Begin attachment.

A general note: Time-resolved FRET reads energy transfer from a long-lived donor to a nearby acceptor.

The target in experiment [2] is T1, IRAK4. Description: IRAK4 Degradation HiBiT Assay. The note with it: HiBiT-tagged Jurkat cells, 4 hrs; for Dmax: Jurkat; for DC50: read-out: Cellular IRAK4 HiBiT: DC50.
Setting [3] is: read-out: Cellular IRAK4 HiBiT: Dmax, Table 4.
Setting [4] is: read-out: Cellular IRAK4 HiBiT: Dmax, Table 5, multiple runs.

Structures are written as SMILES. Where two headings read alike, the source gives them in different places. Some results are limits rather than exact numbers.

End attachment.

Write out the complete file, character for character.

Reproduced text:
A general note: Time-resolved FRET reads energy transfer from a long-lived donor to a nearby acceptor.

The target in experiment [2] is T1, IRAK4. Description: IRAK4 Degradation HiBiT Assay. The note with it: HiBiT-tagged Jurkat cells, 4 hrs; for Dmax: Jurkat; for DC50: read-out: Cellular IRAK4 HiBiT: DC50.
Setting [3] is: read-out: Cellular IRAK4 HiBiT: Dmax, Table 4.
Setting [4] is: read-out: Cellular IRAK4 HiBiT: Dmax, Table 5, multiple runs.

Structures are written as SMILES. Where two headings read alike, the source gives them in different places. Some results are limits rather than exact numbers.